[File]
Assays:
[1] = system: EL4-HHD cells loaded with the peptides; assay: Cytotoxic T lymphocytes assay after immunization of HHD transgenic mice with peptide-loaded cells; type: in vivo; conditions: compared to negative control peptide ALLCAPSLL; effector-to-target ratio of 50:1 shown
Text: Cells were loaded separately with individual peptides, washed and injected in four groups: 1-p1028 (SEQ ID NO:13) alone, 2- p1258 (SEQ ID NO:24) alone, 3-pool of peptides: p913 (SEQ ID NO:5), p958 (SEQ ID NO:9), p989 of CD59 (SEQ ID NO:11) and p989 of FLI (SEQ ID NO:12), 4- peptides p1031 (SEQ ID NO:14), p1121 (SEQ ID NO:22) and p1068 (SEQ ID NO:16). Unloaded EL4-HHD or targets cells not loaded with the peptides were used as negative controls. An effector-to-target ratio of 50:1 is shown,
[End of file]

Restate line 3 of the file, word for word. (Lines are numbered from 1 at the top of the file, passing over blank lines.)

Text: Cells were loaded separately with individual peptides, washed and injected in four groups: 1-p1028 (SEQ ID NO:13) alone, 2- p1258 (SEQ ID NO:24) alone, 3-pool of peptides: p913 (SEQ ID NO:5), p958 (SEQ ID NO:9), p989 of CD59 (SEQ ID NO:11) and p989 of FLI (SEQ ID NO:12), 4- peptides p1031 (SEQ ID NO:14), p1121 (SEQ ID NO:22) and p1068 (SEQ ID NO:16). Unloaded EL4-HHD or targets cells not loaded with the peptides were used as negative controls. An effector-to-target ratio of 50:1 is shown,